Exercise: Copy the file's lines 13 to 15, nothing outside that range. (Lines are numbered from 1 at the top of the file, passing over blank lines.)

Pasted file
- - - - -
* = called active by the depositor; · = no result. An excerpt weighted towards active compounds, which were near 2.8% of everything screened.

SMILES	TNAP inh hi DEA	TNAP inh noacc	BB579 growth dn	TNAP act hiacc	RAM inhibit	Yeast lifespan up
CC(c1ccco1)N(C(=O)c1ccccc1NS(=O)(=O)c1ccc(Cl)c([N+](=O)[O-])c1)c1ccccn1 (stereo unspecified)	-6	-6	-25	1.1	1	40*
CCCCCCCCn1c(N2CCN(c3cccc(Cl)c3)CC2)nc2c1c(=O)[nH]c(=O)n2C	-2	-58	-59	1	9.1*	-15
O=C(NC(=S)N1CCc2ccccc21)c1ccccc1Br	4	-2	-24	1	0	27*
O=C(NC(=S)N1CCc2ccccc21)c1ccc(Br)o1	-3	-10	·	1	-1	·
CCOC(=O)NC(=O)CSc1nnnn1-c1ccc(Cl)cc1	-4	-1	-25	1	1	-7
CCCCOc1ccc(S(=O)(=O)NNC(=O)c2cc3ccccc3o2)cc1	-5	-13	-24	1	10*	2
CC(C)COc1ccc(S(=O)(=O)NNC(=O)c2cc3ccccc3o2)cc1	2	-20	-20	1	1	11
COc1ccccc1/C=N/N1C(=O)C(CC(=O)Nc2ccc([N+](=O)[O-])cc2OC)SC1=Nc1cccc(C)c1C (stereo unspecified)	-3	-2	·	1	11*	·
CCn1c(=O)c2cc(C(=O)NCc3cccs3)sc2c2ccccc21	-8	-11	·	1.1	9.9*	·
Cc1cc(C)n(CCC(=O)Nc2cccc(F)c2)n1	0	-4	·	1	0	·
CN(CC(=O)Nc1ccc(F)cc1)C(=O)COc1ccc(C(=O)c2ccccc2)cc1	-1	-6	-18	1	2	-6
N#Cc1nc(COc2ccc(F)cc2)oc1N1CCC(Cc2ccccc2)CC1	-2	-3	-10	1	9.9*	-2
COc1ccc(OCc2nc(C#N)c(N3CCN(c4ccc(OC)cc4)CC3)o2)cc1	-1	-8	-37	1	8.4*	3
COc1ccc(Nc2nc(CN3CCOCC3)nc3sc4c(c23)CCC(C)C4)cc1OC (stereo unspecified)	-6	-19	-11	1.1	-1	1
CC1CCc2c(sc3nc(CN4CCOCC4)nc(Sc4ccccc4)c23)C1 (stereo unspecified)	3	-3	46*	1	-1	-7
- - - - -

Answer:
CN(CC(=O)Nc1ccc(F)cc1)C(=O)COc1ccc(C(=O)c2ccccc2)cc1	-1	-6	-18	1	2	-6
N#Cc1nc(COc2ccc(F)cc2)oc1N1CCC(Cc2ccccc2)CC1	-2	-3	-10	1	9.9*	-2
COc1ccc(OCc2nc(C#N)c(N3CCN(c4ccc(OC)cc4)CC3)o2)cc1	-1	-8	-37	1	8.4*	3